Evidence submitted by Ms A Jones (EPR
Thank you for the opportunity to comment on
the above. My background is IT and this system has fantastic potential,
but only if the confidentiality issue is taken very seriously.
We need to be sure that Doctor/Patient confidentiality is maintained
to the highest degree, and that GPs/other medical professionals
will not be required to pass on our personal information under
any circumstances without our (written?) consent. This system
is unique in that it should, and must, stand alone from all the
other proposed/existing database systems. The key to its success
is privacy and anonymity. Already a growing number of people visit
a GP's surgery at random claiming to be on holiday and possibly
using a false name and address rather than having their condition
logged on their own record on their GP's system. The greatest
danger is that people with various sensitive conditions will not
present for treatment or help if the issue of confidentiality
is not robustly enforced.
1. What info should be held?
The absolute minimum level of personal data
should be held to preserve privacy without compromising health,
Initials and surname (not
Age band (not age/date of
House number and post code (not
full address) (Apparently a surname, house number and post code
are sufficient to have a letter delivered).
number and email address.
With the consent of patients, certain medical
conditions, immunisations, operations, allergies and current medication
should be noted. This includes Parental Consent for children under
16 years. A time limit should be considered eg: only data for
past 10 years. GP/other narrative comments should be omitted.
We all know our NI Number so it should be possible
to allocate a permanent NHS number if necessary to ensure the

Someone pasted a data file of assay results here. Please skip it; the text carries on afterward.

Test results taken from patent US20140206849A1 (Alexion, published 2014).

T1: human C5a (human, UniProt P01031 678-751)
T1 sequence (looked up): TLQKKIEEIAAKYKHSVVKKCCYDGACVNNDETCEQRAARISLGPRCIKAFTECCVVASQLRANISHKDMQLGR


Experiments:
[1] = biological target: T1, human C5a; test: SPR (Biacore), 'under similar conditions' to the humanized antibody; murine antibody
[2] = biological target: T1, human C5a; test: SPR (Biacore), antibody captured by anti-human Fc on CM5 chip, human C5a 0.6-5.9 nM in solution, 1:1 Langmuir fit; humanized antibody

correct record is accessed.
Patients should be able to opt-out of the system
if they wish. If a good, robust and secure system is seen to work
efficiently and effectively then perhaps people may choose to
opt-in at a later date.
2. Access (local and national)
Only the patient's GP should have
full accessnot auxiliary medical or admin staff at surgeries.
Hospitals should only have access
via GP giving permission to a hospital consultant so a log of
authorised access is created. A system to control this "out
of hours" and in an emergency should be developed.
Nursing and other staff in hospitals/surgeries
should not have full access to complete patient recordstheir
need for information should be confined to current treatment and
information directly relevant as directed by the patient's consultant
or GP. This is absolutely essential in the case of sensitive circumstances
or conditions (alchohol/drug use; STDs; domestic violence; depressive
illnesses etc). Perhaps thought should be given now to the manner
which information relating to these sensitive issues is stored
and used. Failure to address this will lead to people not seeking
appropriate treatment or help. No other body should have access
to medical records under any circumstances.
A patient should be able to view
their full record at any time and there should be a clear and
simple procedure to correct any wrong or misleading data.
3. Protection of patient confidentiality